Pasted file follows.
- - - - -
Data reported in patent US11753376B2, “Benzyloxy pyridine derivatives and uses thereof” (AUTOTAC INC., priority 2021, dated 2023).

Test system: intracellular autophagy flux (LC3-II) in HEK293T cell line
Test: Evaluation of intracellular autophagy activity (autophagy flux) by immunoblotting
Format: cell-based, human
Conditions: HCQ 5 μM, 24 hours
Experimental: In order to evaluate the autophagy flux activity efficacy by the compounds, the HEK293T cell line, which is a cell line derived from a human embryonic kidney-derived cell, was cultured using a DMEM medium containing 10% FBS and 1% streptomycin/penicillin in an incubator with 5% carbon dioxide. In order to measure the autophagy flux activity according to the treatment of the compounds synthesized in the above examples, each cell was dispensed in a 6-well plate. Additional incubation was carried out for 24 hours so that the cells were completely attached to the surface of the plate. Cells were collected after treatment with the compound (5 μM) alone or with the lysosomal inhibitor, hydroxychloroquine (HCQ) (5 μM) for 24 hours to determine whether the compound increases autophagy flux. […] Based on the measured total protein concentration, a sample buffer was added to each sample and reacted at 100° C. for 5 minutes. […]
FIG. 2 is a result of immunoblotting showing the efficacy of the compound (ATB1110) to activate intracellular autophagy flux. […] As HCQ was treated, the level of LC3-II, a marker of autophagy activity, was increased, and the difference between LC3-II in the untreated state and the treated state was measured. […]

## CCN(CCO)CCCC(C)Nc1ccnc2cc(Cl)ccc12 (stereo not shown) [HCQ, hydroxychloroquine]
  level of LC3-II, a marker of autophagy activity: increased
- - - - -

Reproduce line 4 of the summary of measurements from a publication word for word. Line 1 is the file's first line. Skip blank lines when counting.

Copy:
Format: cell-based, human